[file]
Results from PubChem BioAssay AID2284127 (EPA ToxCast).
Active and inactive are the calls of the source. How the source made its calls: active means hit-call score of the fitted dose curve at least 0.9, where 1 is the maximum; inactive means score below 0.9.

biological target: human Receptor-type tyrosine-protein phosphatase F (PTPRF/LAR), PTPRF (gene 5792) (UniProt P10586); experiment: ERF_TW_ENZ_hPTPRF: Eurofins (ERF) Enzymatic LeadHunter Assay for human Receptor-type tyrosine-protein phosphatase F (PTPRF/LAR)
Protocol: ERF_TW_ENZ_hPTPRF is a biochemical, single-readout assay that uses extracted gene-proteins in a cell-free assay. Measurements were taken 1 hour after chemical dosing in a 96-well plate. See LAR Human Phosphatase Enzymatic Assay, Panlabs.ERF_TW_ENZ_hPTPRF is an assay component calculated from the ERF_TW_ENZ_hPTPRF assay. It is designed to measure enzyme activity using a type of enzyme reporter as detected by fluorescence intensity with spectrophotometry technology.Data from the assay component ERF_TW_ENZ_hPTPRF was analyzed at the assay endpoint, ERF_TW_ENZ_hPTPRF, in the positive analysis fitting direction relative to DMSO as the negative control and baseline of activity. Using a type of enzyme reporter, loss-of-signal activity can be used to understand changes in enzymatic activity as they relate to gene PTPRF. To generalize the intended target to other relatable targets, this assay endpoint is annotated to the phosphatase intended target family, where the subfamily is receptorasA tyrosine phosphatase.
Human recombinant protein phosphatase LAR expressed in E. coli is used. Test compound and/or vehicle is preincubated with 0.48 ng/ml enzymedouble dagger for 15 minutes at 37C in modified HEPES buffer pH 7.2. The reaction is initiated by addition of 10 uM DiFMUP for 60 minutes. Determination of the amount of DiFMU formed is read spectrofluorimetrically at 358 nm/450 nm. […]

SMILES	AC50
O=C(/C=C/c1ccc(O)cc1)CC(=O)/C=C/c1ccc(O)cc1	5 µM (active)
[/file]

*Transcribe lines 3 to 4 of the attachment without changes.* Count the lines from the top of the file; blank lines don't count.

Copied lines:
biological target: human Receptor-type tyrosine-protein phosphatase F (PTPRF/LAR), PTPRF (gene 5792) (UniProt P10586); experiment: ERF_TW_ENZ_hPTPRF: Eurofins (ERF) Enzymatic LeadHunter Assay for human Receptor-type tyrosine-protein phosphatase F (PTPRF/LAR)
Protocol: ERF_TW_ENZ_hPTPRF is a biochemical, single-readout assay that uses extracted gene-proteins in a cell-free assay. Measurements were taken 1 hour after chemical dosing in a 96-well plate. See LAR Human Phosphatase Enzymatic Assay, Panlabs.ERF_TW_ENZ_hPTPRF is an assay component calculated from the ERF_TW_ENZ_hPTPRF assay. It is designed to measure enzyme activity using a type of enzyme reporter as detected by fluorescence intensity with spectrophotometry technology.Data from the assay component ERF_TW_ENZ_hPTPRF was analyzed at the assay endpoint, ERF_TW_ENZ_hPTPRF, in the positive analysis fitting direction relative to DMSO as the negative control and baseline of activity. Using a type of enzyme reporter, loss-of-signal activity can be used to understand changes in enzymatic activity as they relate to gene PTPRF. To generalize the intended target to other relatable targets, this assay endpoint is annotated to the phosphatase intended target family, where the subfamily is receptorasA tyrosine phosphatase.